Crowds swarm to Portmarnock as Sugrue edges closer to history
It's been 73 years since Cork's Jimmy Bruen brought the Amateur Championship back to Ireland for the first time. Now Mallow's James Sugrue will bring a huge Cork crowd to Dublin today when he takes on Scotland's Euan Walker in the 36-hole final at Portmarnock.
The beefy 22-year-old is the embodiment of laid-back athletic confidence and power. But beneath the laid-back exterior he has the heart of a lion and the putting touch of an artist.
"That is what I was waiting for all year," Sugrue said of his putting. "I have been striping it around, but having 37 putts and not getting the most out of it. Today, at least, on a fairly big stage, the putter was hot."
Straight from the tee and gifted around the greens he produced two sensational victories in front of a burgeoning home crowd and can now dare to dream of the prizes that await the winner - starts in The Open next month and the Masters and US Open next year.
"You think about it in bed at night," he admitted yesterday as the crowd drifted away happily to chatter about a hugely enjoyable day's golf. A day that saw him fight back to beat the Dutchman Koen Kouwenaar on the 19th in the quarter-finals before seeing off a budding star in Australian world No 7 David Micheluzzi by 3&1 in the semi-finals.
"It's a bit of a cliché but you do. We were talking about an amateur sport and it's probably the best prize you can win this - to play in the Open, the Masters. When you say it, it sounds a bit weird but having the chance to do it is great."
A former Connacht Boys and Munster Youths winner, he was considered something of an underachiever until his win at Lahinch in 2017.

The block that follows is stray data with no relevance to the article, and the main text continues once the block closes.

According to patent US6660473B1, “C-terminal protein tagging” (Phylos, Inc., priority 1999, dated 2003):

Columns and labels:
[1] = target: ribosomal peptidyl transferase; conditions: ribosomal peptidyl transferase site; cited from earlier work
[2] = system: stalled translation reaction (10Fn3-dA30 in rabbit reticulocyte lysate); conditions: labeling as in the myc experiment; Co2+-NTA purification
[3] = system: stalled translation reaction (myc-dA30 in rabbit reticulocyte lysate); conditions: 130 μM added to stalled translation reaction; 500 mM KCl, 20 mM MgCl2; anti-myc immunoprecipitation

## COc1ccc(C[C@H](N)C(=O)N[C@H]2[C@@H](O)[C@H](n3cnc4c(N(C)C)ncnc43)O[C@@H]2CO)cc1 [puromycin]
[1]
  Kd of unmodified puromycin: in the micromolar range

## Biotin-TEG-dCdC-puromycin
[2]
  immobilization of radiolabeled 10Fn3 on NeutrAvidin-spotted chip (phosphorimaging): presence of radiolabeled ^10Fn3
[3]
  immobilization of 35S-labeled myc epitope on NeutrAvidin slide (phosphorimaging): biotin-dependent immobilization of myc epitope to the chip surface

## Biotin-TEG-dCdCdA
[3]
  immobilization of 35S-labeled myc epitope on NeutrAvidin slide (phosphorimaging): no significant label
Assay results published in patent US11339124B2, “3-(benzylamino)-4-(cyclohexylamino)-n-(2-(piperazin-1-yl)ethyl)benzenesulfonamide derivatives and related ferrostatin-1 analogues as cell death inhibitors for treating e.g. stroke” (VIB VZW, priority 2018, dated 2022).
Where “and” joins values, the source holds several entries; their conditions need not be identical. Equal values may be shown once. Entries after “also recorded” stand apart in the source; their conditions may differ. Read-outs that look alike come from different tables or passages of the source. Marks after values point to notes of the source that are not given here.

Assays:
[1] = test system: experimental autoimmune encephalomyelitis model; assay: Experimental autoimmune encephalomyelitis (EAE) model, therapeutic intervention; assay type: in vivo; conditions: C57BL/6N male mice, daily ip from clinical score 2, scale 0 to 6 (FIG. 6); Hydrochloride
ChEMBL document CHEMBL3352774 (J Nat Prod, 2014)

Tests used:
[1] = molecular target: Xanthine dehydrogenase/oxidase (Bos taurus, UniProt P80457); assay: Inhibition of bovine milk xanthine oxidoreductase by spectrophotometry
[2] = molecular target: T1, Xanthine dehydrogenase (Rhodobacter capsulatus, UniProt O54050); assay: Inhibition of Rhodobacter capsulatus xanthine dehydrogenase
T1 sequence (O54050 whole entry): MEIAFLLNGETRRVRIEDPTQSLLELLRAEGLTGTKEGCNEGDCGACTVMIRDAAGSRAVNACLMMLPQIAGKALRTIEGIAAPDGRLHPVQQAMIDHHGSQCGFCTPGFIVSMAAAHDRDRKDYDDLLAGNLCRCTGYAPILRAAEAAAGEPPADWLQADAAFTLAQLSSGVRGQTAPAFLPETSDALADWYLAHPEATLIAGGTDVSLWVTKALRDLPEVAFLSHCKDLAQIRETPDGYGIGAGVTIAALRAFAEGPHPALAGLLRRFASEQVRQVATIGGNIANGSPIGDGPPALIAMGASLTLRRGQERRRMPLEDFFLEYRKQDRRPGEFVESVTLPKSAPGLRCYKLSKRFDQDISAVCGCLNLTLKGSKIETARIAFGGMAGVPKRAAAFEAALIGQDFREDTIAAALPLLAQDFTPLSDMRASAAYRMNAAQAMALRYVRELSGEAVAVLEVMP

He's used that victory as a platform to become an established international, however, and he now has a chance to become Ireland's seventh Amateur champion - 73 years after fellow Corkman Bruen became the first.
Ranked 249th in the world, he has decompressed in the evenings by heading down to Portmarnock strand with his caddie to puck a sliotar around.
And while his friend's car was broken into on Thursday evening and items were stolen, his clubs were safe and sound in his own vehicle and he wielded them like offensive weapons yesterday.
While his fellow international, Galway's Ronan Mullarney, fell to England's Benjamin Jones by 3&1 in the quarters, Sugrue refused to go down against Kouwenaar.
One down with two holes to go after an error at the 16th, he looked doomed when he drove into sand at the 17th. But he got up and down from 140 yards to salvage a half in par, then made a 15-footer for birdie at the 18th before winning the 19th with a par four.
As news of his progress spread, the crowds swarmed to Portmarnock and Sugrue proved up to the task against the classy Micheluzzi, his short game yielding wins in par at the eighth, 10th and 11th to give him a three-hole lead.
When Micheluzzi won the 13th in par to reduce the deficit and then birdied the 14th from 15 feet it appeared the match could go the distance.
He sportingly fist-bumped his rival when Sugrue followed him in from 10 feet for a half though and looked on wryly when he saved par at the 16th to remain two up and then closed out the match at the 17th.
The Australian drove into deep rough and hacked out as Sugrue hit a blistering 250-yard three-wood to the apron that set up a deserved win.
"That was the coolest round I have ever played," the Australian said. "It beats the Aussie Open, the Vic Open, the Japan Open, all of them. The atmosphere was just unreal.
"If they don't have an Open here, I will be pretty angry. I have played courses like Royal St George's and St Andrews and this is too good… I can't even explain it. It's just a brute."
Sugrue is taking it all in his stride but with huge crowds following his every move he's determined to enjoy it.
"It's the most people I've ever seen out on a golf course following one group," he said. "It was amazing, to be fair, and a great experience and I'm just happy that I didn't let them all down."
Walker beat Jones 2&1 but he will be facing a man with a wand in his hand and the crowd on his side.